KOTA KINABALU, May 20 — The Sabah Agriculture and Fisheries Ministry said today it is taking every precaution to prevent the foot and mouth disease (FMD) that has been grappling neighbouring Indonesia from spreading to the state.
Its minister Datuk Seri Dr Jeffrey Kitingan, who is also deputy chief minister, said that Sabah is still officially FMD-free, a status recognised internationally by the World Organisation for Animal Health since 2005.
‘The ministry has taken urgent measures to make it mandatory for all veterinary offices throughout Sabah to carry out rigorous medical inspections on all types of livestock to be transported to other districts,” he said.
Kitingan said his ministry also requires that all livestock movement to other districts be documented using movement forms or certificates issued by the Department of Veterinary Services (DVS) with livestock health conditions properly and clearly stated.
The forms can be obtained from the same department at district offices.
FMD is a highly contagious disease that affects cloven-hoofed animals such as cattle, buffalo, sheep, goats and pigs.
FMD is one of the world’s worst animal plagues, spread by direct contact with animals, animal products, by mechanical transfer via fomites and by the airborne route. The disease is characterised by blisters or sores around the mouth, muzzle, feet and teats, a tendency to lie down, as well as lethargy or depression.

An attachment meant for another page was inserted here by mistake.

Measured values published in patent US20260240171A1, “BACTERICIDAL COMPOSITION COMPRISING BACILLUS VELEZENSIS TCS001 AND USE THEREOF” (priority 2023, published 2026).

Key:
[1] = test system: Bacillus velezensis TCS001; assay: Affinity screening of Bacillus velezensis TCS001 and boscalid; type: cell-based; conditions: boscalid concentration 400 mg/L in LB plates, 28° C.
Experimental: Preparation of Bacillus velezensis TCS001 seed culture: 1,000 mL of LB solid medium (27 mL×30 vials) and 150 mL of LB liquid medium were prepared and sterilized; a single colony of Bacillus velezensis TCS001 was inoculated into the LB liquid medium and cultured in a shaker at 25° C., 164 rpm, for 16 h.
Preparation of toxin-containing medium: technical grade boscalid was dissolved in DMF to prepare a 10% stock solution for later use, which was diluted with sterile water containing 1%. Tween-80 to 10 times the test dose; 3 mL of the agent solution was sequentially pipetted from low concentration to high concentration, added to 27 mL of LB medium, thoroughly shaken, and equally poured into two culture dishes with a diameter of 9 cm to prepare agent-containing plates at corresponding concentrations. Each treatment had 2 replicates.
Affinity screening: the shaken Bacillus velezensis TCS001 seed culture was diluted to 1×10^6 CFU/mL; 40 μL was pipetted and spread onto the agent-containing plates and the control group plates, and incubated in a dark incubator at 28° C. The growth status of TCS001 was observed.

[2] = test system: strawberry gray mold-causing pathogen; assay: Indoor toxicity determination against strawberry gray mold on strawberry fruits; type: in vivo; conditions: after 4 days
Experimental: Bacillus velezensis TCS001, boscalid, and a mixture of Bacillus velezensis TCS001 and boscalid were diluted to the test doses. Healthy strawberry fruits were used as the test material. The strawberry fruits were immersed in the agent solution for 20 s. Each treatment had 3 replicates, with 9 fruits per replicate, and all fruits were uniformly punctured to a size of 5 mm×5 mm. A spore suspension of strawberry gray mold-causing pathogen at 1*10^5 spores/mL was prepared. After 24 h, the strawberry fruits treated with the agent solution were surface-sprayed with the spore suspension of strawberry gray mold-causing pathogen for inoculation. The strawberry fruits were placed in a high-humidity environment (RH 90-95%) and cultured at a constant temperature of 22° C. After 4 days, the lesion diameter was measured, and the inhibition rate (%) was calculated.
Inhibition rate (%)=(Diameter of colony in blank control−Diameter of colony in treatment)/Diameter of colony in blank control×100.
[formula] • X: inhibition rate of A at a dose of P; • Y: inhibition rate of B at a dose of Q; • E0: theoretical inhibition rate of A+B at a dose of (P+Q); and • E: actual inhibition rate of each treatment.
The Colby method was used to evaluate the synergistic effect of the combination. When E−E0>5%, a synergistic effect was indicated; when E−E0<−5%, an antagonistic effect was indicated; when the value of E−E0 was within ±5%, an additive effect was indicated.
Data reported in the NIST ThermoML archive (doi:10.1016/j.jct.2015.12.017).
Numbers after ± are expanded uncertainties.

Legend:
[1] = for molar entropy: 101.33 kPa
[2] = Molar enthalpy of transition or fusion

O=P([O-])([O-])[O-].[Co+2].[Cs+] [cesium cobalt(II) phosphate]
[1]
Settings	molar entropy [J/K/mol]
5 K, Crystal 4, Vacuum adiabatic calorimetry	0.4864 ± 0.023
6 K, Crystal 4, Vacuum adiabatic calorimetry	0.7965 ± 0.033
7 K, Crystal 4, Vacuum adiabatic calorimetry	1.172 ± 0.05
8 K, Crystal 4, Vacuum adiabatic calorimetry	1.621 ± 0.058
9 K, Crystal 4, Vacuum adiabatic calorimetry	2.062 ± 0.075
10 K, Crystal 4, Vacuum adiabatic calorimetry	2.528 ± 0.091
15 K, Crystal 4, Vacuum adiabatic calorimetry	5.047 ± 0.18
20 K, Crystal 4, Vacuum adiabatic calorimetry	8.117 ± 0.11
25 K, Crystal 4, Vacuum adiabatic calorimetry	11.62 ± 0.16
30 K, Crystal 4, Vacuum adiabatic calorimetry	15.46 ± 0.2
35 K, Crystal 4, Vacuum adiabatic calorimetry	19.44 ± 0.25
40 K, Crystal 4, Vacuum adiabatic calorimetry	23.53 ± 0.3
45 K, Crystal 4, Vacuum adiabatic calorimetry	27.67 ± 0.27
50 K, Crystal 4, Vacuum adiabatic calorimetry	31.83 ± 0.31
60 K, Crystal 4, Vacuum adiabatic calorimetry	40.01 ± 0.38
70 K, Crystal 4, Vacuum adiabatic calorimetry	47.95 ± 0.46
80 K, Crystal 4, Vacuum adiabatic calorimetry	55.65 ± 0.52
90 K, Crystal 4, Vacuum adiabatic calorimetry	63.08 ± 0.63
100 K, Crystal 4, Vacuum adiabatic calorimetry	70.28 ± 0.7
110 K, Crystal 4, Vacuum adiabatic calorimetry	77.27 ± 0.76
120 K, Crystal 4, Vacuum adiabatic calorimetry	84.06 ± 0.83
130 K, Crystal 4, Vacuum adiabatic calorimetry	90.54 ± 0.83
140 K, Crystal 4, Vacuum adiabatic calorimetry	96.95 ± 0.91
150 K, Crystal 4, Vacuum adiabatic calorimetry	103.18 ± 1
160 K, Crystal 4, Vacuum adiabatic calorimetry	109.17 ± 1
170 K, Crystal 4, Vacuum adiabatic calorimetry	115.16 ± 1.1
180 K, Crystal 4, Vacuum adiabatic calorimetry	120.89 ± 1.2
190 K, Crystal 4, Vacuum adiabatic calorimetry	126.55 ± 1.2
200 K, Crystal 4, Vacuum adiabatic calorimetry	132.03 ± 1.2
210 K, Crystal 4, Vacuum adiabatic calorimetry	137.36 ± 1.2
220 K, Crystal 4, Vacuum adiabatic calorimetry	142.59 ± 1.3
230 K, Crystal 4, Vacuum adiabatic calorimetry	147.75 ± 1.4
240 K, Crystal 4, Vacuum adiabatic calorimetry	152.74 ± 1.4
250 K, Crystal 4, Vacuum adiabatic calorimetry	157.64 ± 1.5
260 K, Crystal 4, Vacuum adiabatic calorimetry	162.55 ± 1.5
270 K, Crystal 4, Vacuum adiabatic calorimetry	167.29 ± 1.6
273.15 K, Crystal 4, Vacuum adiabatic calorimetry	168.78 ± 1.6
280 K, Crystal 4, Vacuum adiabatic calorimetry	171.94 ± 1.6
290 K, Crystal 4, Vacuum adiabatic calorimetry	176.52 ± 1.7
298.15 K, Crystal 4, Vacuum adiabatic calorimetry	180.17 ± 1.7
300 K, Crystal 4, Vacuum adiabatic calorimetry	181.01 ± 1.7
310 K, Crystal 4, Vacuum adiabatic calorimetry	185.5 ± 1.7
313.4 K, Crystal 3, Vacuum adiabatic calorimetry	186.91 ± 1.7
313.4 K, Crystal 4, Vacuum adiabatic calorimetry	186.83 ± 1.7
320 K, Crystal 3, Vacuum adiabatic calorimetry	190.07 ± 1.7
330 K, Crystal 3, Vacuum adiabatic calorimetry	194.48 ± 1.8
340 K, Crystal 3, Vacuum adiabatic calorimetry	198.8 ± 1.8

It is often confused with hand, foot and mouth disease (HFMD), a contagious virus which affects children under five years of age.
Humans do not get the animal disease, and animals do not get the human disease.
‘Sabah is currently already fighting African Swine Fever, so we are trying to avoid FMD at all costs,” he said.
The ministry is advising farmers to impose strict bio-security requirements on all livestock farms such as installing vehicle sprayer, quarantining foreign workers particularly those from neighbouring Indonesia before allowing them to return to work, and prohibiting outside visitors from entering their farms.
‘At this time, do not bring in additional livestock or meat products supplied from neighbouring countries with FMD cases into your farms,” said Kitingan.
Meanwhile, department director Dr Normah Yusop advised breeders to be on the lookout for FMD symptoms in their livestock.
The disease is characterised by a high fever that declines rapidly after two to three days, blisters inside the mouth that lead to excessive secretion of stringy or foamy saliva and to drooling, and blisters on the feet that may rupture and cause lameness.
‘If you noticed any of these symptoms in your livestock, please contact DVS immediately. We need to contain this infection because it has the potential to wipe out our modest livestock industry,” she warned.
Indonesia is currently grappling with the re-emergence of the disease which has not been seen since 1986.
During the past weeks, thousands of cattle in six districts in Aceh and East Java provinces had reportedly been infected with the highly contagious viral disease resulting in the death of more than a dozen cattle.